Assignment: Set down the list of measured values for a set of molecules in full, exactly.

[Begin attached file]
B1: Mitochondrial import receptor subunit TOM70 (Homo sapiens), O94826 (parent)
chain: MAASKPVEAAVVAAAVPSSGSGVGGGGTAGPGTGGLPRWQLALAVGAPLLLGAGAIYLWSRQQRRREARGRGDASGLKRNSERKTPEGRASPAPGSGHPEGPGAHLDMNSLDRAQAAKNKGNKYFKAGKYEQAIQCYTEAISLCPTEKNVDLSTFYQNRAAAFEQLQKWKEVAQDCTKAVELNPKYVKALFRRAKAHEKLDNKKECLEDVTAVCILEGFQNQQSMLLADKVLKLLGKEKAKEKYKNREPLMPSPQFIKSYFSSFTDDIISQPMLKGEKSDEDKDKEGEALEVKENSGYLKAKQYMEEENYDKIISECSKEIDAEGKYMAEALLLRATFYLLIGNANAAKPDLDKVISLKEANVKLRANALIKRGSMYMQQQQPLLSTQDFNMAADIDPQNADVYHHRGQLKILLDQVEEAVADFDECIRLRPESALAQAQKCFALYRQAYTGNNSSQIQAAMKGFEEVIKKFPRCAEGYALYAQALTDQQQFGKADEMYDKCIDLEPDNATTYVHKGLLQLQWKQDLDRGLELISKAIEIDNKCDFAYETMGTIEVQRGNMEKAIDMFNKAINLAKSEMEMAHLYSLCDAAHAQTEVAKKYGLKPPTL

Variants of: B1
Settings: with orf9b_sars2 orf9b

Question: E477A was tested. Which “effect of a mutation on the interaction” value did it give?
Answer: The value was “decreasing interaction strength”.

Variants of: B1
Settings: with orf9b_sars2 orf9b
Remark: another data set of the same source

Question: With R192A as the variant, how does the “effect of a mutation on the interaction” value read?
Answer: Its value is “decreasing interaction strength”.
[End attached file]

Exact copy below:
B1: Mitochondrial import receptor subunit TOM70 (Homo sapiens), O94826 (parent)
chain: MAASKPVEAAVVAAAVPSSGSGVGGGGTAGPGTGGLPRWQLALAVGAPLLLGAGAIYLWSRQQRRREARGRGDASGLKRNSERKTPEGRASPAPGSGHPEGPGAHLDMNSLDRAQAAKNKGNKYFKAGKYEQAIQCYTEAISLCPTEKNVDLSTFYQNRAAAFEQLQKWKEVAQDCTKAVELNPKYVKALFRRAKAHEKLDNKKECLEDVTAVCILEGFQNQQSMLLADKVLKLLGKEKAKEKYKNREPLMPSPQFIKSYFSSFTDDIISQPMLKGEKSDEDKDKEGEALEVKENSGYLKAKQYMEEENYDKIISECSKEIDAEGKYMAEALLLRATFYLLIGNANAAKPDLDKVISLKEANVKLRANALIKRGSMYMQQQQPLLSTQDFNMAADIDPQNADVYHHRGQLKILLDQVEEAVADFDECIRLRPESALAQAQKCFALYRQAYTGNNSSQIQAAMKGFEEVIKKFPRCAEGYALYAQALTDQQQFGKADEMYDKCIDLEPDNATTYVHKGLLQLQWKQDLDRGLELISKAIEIDNKCDFAYETMGTIEVQRGNMEKAIDMFNKAINLAKSEMEMAHLYSLCDAAHAQTEVAKKYGLKPPTL

Variants of: B1
Settings: with orf9b_sars2 orf9b

Question: E477A was tested. Which “effect of a mutation on the interaction” value did it give?
Answer: The value was “decreasing interaction strength”.

Variants of: B1
Settings: with orf9b_sars2 orf9b
Remark: another data set of the same source

Question: With R192A as the variant, how does the “effect of a mutation on the interaction” value read?
Answer: Its value is “decreasing interaction strength”.